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Internet Addiction Growing Around The World

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by Manuel Baigorri
Washington (UPI) Jul 30, 2008
The Internet is where we spend more and more of our time, but for a growing number of people, it is becoming an out-of-control habit rather than a necessary part of life.

Internet addiction -- online compulsive behavior that interferes with normal living and causes severe stress on family, friends, loved ones and work -- is a psychological and behavioral problem that is spreading around the world, experts say.

Kimberly Young, clinical director of the Center for Internet Addiction Recovery and author of the book "Caught in the Net," said about 5 percent to 10 percent of Americans --15 million to 30 million people -- may suffer from Internet addiction. And the problem may be even greater elsewhere. Young said 18 percent to 30 percent of the populations of China, Korea and Taiwan, where the Internet is even more popular than in the United States, may be addicted.

"I've seen a lot of growth in the field of Internet addiction," said Young. "More research and studies (are) trying to understand it better. ... It's a global problem."

The main types of Internet addiction are cybersex, online affairs, online gambling, online gaming, compulsive surfing and even eBay addiction, Young added.

An article by Dr. Jerald J. Block in the March issue of the American Journal of Psychiatry stated that "Internet addiction appears to be a common disorder."

Centers specializing in Internet addiction have been created to offer treatment.

Coleen Moore, coordinator of resource development at the Illinois Institute for Addiction Recovery, said she has clients from college age to early adulthood who spend 14 to 18 hours a day online.

But Young noted it's not just how long people spend using a computer, it's what they're doing online.

"A lot of people can use the Internet, like alcohol, and not be addicted, but when they lose the control, (then) it becomes an issue," she said. "You're not looking at how much time do you spend online but at the quality of how that is affecting your life."

To help people with their diagnosis, Young developed a test that uses a 20-question survey to measure levels of Internet addiction.

"There are no real drugs for this yet," she said. "It's not about medication, it's more about therapy."

The estimated recovery time varies.

At the Illinois Institute for Addiction Recovery, some patients need 30 to 90 days of in-patient treatment, followed by a continuing care program.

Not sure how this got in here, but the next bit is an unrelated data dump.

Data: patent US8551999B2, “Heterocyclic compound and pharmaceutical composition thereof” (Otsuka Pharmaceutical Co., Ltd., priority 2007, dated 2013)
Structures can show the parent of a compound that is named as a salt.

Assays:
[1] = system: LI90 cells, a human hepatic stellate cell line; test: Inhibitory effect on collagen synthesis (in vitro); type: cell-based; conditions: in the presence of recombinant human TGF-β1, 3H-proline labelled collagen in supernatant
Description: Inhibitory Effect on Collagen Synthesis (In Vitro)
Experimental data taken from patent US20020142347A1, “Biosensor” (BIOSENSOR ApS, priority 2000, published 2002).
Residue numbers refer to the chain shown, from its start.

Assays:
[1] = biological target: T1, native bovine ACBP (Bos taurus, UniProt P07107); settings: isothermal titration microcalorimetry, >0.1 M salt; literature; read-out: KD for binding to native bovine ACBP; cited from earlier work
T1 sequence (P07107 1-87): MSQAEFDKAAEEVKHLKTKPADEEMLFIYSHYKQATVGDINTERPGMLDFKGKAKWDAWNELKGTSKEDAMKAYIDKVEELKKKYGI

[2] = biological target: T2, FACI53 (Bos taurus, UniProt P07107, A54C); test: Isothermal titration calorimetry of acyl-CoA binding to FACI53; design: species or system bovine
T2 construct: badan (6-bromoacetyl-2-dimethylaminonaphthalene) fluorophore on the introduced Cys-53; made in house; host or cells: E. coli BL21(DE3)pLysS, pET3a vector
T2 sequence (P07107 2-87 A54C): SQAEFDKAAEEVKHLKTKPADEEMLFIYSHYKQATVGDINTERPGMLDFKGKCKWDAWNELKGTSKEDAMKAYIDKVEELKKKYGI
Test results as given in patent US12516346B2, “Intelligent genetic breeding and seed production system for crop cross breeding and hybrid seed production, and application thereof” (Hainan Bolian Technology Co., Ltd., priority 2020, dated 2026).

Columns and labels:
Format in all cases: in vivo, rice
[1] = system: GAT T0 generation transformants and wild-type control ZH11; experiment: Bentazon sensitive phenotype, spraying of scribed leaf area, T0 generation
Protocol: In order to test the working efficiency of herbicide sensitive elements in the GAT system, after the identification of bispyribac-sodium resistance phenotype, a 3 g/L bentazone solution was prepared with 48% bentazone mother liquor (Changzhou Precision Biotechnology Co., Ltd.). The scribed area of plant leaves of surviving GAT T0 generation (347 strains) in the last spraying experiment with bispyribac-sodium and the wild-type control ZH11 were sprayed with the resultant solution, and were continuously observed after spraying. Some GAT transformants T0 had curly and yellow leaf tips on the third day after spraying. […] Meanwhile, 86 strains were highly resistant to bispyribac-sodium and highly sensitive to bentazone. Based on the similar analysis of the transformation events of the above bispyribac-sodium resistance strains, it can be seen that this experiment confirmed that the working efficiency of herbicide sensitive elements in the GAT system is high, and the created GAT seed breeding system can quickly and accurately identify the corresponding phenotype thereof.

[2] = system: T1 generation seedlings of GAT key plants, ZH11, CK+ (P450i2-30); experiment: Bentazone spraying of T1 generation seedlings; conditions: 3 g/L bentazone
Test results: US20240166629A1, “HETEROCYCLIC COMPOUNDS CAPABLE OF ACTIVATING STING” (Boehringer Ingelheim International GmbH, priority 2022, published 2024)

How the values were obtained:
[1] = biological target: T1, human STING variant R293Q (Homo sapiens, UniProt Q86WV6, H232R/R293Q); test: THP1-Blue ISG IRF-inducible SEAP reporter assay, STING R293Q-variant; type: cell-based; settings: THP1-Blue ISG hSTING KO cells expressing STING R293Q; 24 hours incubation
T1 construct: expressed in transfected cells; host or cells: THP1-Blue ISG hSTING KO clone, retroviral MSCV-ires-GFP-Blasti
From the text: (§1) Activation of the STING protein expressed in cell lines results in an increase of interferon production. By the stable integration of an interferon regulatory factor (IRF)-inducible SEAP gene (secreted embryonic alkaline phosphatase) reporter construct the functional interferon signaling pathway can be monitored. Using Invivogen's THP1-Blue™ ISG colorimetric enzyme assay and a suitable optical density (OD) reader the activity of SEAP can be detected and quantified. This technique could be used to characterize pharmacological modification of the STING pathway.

But Internet addiction recovery, as any other addiction, requires lifelong treatment, experts said.

"This (problem) can reactivate itself any time if the person does not keep working on the recovery," said Moore. "We see recovery as a lifelong endeavor."

In addition to private treatment centers, non-profit organizations like Gamblers Anonymous, Kickporn.com, Online Gamers Anonymous and Sex and Love Addicts Anonymous were created to help addicts.

Online gaming is the form of Internet addiction that is growing rapidly among young people.

"Initially we primarily had people addicted to surfing the Web, chat rooms, virtual communities and things like that. Now we are looking more to gaming," Moore said.

Brian Robbins, of the entertainment agency Fuel Industries Inc. and a member of the International Game Developers Association, said there's been a big increase in the number of people playing video games online.

"The vast majority of the Web-based games, probably 90 to 95 percent, are free to play," said Robbins.

San Francisco-based Zynga.com offers a huge variety of free games online through Facebook, one of the most popular social networking Web sites. Poker and blackjack are the most popular games, with more than 12 million and 4 million registered players, respectively, according to its Web site.

"Gaming is certainly one of the things that could get people addicted to the Internet, because it's such a compelling content," said Robbins. "But I don't think games are any more susceptible to Internet addiction than any of the other forms of entertainment."

(Medill News Service)

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China has 'nothing to fear' from Internet: White House
Washington (AFP) July 30, 2008
US President George W. Bush said China has "nothing to fear" from Internet freedom, after Beijing sparked an uproar with its plans to censor the Internet during the Olympics, a spokeswoman said Wednesday.







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